Minneapolis City Council rejects moratorium on homeless encampment removals

The Minneapolis City Council rejected a moratorium proposed on Thursday to pause all home encampment evictions for six months.

The measure proposed by Councilmember Aisha Chughtai asked the city to stop its clearing of encampments in the city until April 30, 2023.

The proposal followed several encampment sweeps in recent weeks, including the large Near North encampment removed on October 6 -- once again putting the camps and the people in the center of controversy.

"Making it impossible for our residents to gather their belongings with no advance notice, destroying people’s belongings including essential documentation, medication and other important items creates further displacement and harm," said Councilmember Chughtai.

"It really isn’t a matter of whether you want or don’t want encampments. It’s a matter of ‘are we affecting the problem or are we not,’" added Councilmember Jeremiah Ellison.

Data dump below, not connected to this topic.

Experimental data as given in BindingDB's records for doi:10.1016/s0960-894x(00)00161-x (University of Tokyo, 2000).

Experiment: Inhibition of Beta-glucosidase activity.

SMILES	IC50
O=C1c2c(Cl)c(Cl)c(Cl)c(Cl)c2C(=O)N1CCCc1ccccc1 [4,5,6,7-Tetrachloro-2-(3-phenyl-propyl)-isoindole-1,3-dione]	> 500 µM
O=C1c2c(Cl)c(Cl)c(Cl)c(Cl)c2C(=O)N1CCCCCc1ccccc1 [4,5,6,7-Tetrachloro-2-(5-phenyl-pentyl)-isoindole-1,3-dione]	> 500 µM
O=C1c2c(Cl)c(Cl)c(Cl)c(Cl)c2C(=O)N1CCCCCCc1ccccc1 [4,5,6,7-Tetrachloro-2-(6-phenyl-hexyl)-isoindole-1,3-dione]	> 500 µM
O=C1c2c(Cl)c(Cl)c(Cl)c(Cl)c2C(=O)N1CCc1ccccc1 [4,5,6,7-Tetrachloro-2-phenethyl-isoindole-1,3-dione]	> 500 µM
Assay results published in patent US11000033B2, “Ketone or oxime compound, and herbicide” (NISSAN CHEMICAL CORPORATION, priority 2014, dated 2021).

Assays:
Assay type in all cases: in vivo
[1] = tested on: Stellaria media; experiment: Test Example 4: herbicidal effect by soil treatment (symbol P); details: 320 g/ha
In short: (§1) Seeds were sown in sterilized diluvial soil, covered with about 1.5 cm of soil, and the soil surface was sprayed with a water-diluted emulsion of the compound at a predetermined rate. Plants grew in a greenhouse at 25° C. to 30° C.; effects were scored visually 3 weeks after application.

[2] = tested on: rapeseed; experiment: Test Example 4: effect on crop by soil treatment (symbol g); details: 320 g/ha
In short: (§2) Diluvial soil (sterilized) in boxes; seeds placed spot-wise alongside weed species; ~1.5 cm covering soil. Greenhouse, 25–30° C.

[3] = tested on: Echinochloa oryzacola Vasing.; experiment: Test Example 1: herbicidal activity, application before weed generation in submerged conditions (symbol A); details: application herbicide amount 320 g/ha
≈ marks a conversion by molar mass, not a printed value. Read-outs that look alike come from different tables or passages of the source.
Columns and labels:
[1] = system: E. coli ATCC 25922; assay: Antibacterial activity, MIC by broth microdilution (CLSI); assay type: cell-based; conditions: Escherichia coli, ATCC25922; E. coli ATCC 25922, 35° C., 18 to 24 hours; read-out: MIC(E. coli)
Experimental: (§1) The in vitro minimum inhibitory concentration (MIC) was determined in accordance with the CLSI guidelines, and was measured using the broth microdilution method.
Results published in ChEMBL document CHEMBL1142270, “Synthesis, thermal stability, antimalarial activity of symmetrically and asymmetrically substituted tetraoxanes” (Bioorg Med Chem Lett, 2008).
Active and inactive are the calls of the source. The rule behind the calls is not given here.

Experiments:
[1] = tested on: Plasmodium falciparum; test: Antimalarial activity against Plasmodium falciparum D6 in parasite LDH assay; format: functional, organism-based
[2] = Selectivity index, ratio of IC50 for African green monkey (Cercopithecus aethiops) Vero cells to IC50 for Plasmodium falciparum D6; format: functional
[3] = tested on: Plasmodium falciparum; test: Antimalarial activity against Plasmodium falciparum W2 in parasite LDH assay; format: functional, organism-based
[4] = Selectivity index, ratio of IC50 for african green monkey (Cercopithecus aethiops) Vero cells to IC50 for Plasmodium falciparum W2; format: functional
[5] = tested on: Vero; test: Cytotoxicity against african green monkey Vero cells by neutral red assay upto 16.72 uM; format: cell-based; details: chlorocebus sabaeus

The proposed moratorium failed on an eight-to-five vote on Thursday.

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"Unhoused residents deserve respect and dignity, and they should be protected and we should also protect our residents who live in the area that are dealing with having encampments next to their house," said Councilmember Jamal Osman.

All councilmembers seemed to agree there needs to be more solutions for residents who are homeless, but Councilmember Vetaw said the way the proposal rolled out Thursday was not the way to go about it.

"This is an opportunity for us to get it right," said Councilmember LaTrisha Vetaw. "This is not the time to perform to play up to a group of people who come to threaten you and make you feel bad like it’s never going to happen, it’s never going to happen if we don’t do it right."

Another issue discussed at a meeting was the authority the council had to enforce a moratorium. Under the new city government structure, the council can’t tell the "executive branch" what to do. Removing the encampments comes at the direction of the mayor.

Councilmembers did approve a measure giving the mayor six months to show the cost of the sweeps.